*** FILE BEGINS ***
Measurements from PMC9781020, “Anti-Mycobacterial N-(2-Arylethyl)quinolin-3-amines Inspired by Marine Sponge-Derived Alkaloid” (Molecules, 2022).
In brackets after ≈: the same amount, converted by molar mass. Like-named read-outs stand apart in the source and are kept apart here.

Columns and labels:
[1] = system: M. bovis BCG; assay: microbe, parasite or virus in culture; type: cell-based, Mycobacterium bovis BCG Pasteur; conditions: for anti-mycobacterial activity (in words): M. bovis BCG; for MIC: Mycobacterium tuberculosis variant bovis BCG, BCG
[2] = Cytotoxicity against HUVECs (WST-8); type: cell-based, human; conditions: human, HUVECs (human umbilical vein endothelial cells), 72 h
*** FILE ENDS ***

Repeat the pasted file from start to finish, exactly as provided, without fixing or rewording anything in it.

Measurements from PMC9781020, “Anti-Mycobacterial N-(2-Arylethyl)quinolin-3-amines Inspired by Marine Sponge-Derived Alkaloid” (Molecules, 2022).
In brackets after ≈: the same amount, converted by molar mass. Like-named read-outs stand apart in the source and are kept apart here.

Columns and labels:
[1] = system: M. bovis BCG; assay: microbe, parasite or virus in culture; type: cell-based, Mycobacterium bovis BCG Pasteur; conditions: for anti-mycobacterial activity (in words): M. bovis BCG; for MIC: Mycobacterium tuberculosis variant bovis BCG, BCG
[2] = Cytotoxicity against HUVECs (WST-8); type: cell-based, human; conditions: human, HUVECs (human umbilical vein endothelial cells), 72 h